This is a bit of an odd one. But then I guess in some ways, so am I. Since the last day of April 2020, when the cloak of depression wrapped itself around me, it’s like (cliché incoming!!) I’ve had an internal awakening.
Sounds really strange I know, but before all this, I wasn’t really creative at all, okay yes I wrote this blog but that was roughly the extent , plus a bit of photography here and there. I HATED poetry at school despite the wonderful English teachers I had. And I didn’t have any real interest in creative writing .
So all those bloody horrible experiences I’ve had, otherwise known as emotional abuse, on top of various chronic illnesses, social anxiety, generalised anxiety disorder , PTSD and depression, and without blowing smoke up my own arse too much here, how I somehow survived and dealt with (and still live with) all of that have kind of led me to unlocking this “new” part of myself. Which I actually am starting to like.
So I guess I’ve learned a lot about myself in 2020 more than anything else. I’ve kind of been on a journey of self discovery and become more self aware of my emotions, how I’m actually coping, being aware of what others may be feeling or might be able to open up about. I’ve learned that actually, I can stop beating the shit out of myself if something doesn’t quite work out or if something gets criticised or goes wrong. I’ve learned that actually yes, I can be empathetic with people, and crucially, not give all of myself up to their emotions and take these on too. I’ve learned that, I have got more strength than I give myself credit for, more creativity and ability. I have passion that seemingly came from nowhere and had only increased.
I think the most important thing I’ve been able to take from 2020 is this: that’s it’s okay to be authentically myself. I have accepted that I am bisexual. I have a lot of chronic illnesses and mental health issues. I identify as having a disability that is not visible. I have accepted that I am a survivor of emotional abuse and I want to use my lived experience of this as a positive, as with my mental ill health. I accepted that I will never get answers from my abusers and I’m okay with that. I love that I am able to be authentically me. I, and you, should not be apologising for that.
The other thing I learned, from a very wise and very valued friend is this: Depression lies. Anxiety lies. You are not your depression/anxiety. It’s true. Depression is a dirty liar, that’s all it does.
This has taken a lot of time, energy and effort. Not just from me either. I have been well supported by those I consider close and not as close friends, as well as family, plus the Time to Change York work that I honestly can say I enjoy doing so much and find terrifically rewarding (and the awesome people that I work with in that stuff!). I feel incredibly empowered and proud that I can use my experience to help others with mental ill health and improve the future for others. It’s wrong that people feel silenced (I recently tweeted that being silenced feels like the moment a dentist shoves cotton wool in your mouth) and shamed because of mental ill health. Stigma is not funny, and neither is discrimination, both of which I’ve experienced at work in the past. I, among many others, have a drive to change that. If by sharing my experience I can help someone in any way at all, then I will continue doing so.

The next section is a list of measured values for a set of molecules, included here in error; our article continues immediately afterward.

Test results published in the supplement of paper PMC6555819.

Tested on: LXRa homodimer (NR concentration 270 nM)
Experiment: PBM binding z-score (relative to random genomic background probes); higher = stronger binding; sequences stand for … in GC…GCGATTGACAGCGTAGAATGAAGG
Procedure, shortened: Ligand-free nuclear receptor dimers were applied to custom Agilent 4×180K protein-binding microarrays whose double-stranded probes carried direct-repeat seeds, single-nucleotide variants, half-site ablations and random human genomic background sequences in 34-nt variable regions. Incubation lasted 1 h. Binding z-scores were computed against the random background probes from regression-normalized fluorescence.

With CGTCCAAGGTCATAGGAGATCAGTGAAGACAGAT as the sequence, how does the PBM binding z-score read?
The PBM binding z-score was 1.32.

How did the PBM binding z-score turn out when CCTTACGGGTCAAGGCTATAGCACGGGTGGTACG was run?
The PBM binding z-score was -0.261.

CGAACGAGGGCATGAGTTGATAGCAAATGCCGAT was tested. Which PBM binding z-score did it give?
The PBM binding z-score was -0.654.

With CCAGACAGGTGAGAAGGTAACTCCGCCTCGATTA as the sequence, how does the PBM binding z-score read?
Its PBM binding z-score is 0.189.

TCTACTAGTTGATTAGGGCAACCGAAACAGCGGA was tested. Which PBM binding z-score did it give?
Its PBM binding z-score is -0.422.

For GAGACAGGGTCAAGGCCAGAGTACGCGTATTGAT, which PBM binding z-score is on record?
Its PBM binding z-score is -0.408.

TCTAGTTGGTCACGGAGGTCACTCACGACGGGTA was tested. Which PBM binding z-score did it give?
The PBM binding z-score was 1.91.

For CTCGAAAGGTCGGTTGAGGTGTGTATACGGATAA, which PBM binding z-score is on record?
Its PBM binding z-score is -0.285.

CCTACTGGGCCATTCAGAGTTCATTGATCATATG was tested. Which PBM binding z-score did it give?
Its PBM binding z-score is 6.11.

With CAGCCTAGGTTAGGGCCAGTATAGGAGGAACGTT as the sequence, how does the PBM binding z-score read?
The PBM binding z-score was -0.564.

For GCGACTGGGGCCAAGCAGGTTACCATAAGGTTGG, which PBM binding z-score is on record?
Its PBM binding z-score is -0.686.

I’ve got stronger, but I’ve definitely had downpoints. A bit like a soundwave really. Since the end of April I’ve not been right back to rock bottom, but I’ve dipped, most of the time because of my fibromyalgia pain getting the better of me. At the moment I am on top of my pain control, due to medication tweaks, which plays a role in having good mental health for me personally.
Having writing and poetry as a way to cope has really helped in 2020. I’ve been able to get things down when I’ve been unable to physically articulate my emotions and thoughts and it’s provided a release for me. I did have one final EMDR session in between the two UK lockdowns – June, which once and for all got rid of a lot of the remaining PTSD memories and flashbacks lurking. The Time to Change York stuff helps hugely too as there is knowledge that Champions like me know or have experienced similar feelings.
The poetry community is one unexpected and wonderful surprise of 2020! I don’t think without the pandemic, that I’d have done as many open mic performances , made as many connections and friends, or even dare I say it, progressed in my poetry had I not been able to connect with other poets across Zoom this year! I’ve already booked myself in for several open mic nights etc in 2021 so if you want me act fast haha!
So I guess, yeah that’s me for 2020. Peace and if you’re struggling, please know that the shit horrid feeling will not last. Honest. Keep holding on. ❤️